The first production 1992 Dodge Viper RT/10 is up for grabs

  • In Business
  • 2020-01-14 18:42:00Z
  • By Autoblog
The first production 1992 Dodge Viper RT/10 is up for grabs
The first production 1992 Dodge Viper RT/10 is up for grabs  

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The 1992 Dodge Viper RT/10 was a game-changer both for parent company Chrysler and the U.S. auto industry at large. While it was significant for bringing its automaker out of its dull, post-1980s funk, it also lit a fire under the rest of Detroit. If it hadn't been for the Viper, the world may not have gotten the C5 Chevrolet Corvette Z06 (and its many world-class successors) or the revived Ford GT.

And the very first one is headed to auction.

This Viper is particularly special for two reasons. Not only was it the first production RT/10 to roll off the line at Chrysler's Mack Avenue plant (the Viper wouldn't move to Conner Avenue Assembly until 1996), but it was immediately scooped up by industry icon and then-Chrysler executive Lee Iacocca, who famously ushered fellow great Bob Lutz on stage at the Viper concept's reveal and told him to "build the damn thing."

Even if you've never heard of Iacocca, you're certainly familiar with the cars he's influenced, whether you know it or not. Whether it's the Chrysler K-Car platform (and the minivan segment it spawned) or the 1964 Ford Mustang, one of Iacocca's projects has undoubtedly touched your life in one way or another.

Showing just over 6,200 miles, this Viper remained in Iacocca's possession from day one until his passing in 2019. Even without the Iacocca connection, this would be a special lot. VIN #001 is all-original, packing the 8.0-liter V10 engine that made the Viper famous. Dodge's bruiser was also known for being light on superfluous extras, such as anti-lock brakes, which the Viper didn't receive until 2001 - just before the second-generation model was discontinued.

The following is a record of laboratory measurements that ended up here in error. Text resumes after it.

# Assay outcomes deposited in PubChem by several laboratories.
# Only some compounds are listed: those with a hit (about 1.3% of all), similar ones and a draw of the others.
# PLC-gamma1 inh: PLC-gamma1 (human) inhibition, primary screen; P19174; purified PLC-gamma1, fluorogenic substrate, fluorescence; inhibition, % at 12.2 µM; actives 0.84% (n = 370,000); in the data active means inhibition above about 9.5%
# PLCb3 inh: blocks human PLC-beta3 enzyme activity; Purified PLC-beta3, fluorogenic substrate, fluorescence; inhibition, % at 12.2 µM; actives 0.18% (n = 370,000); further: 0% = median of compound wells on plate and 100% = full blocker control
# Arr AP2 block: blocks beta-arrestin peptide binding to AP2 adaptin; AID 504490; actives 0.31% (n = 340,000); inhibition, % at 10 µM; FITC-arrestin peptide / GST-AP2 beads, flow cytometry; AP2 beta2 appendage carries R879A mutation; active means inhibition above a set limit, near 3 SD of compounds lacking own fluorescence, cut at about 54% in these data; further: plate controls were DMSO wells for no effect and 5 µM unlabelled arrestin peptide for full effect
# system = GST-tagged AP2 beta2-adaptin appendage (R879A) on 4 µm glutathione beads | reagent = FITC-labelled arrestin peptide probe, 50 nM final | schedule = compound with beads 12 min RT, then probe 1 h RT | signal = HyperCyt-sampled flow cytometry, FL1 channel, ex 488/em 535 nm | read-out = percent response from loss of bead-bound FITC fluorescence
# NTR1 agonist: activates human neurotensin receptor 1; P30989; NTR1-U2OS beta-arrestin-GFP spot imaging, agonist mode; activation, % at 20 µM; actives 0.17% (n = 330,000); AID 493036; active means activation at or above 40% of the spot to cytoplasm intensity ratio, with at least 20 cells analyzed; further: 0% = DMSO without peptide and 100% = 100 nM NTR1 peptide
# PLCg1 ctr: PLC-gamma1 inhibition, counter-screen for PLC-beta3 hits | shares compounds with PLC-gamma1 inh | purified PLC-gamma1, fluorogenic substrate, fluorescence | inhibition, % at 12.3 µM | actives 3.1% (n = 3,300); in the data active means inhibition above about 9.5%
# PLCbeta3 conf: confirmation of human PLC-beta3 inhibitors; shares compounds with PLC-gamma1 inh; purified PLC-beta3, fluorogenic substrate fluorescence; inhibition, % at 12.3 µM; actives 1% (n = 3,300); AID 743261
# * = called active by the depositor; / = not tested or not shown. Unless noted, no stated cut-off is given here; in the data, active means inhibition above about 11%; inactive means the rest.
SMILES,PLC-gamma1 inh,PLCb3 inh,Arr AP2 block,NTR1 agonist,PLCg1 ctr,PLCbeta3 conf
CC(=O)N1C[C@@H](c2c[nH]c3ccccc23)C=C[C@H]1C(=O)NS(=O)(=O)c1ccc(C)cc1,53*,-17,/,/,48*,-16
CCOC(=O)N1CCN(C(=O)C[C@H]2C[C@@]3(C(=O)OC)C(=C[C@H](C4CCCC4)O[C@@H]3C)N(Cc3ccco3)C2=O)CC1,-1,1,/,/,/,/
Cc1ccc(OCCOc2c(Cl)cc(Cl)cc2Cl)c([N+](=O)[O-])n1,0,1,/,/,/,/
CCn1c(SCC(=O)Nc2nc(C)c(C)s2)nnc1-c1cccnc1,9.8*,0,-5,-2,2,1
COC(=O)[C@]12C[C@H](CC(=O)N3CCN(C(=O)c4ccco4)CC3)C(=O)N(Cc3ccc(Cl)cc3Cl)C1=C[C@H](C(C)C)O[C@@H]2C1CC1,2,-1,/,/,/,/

Bonhams projects this Viper will go for between $100,000 and $125,000. That's probably a bargain. Opportunities to own such a unique and significant piece of automotive history come around very rarely, and considering this is about the same amount FCA was charging for a brand-new Viper when it went out production in 2017, it's not an unreasonable price point.

The Viper will cross the block on Jan. 16.

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When Chrysler took over the American Motors Corporation in 1987, the hot-selling Jeep brand was the big prize of that deal. At a stroke, Iacocca's company got the XJ Cherokee (which remained in production into our current century) plus its Comanche pickup sibling, the Wrangler, the Grand Wagoneer, and the AMC Eagle as bonuses. The Eagle gave its name to Chrysler's new marque, which worked out well for quite a few years, and of course the PowerTech V8 engine began life as an AMC design.

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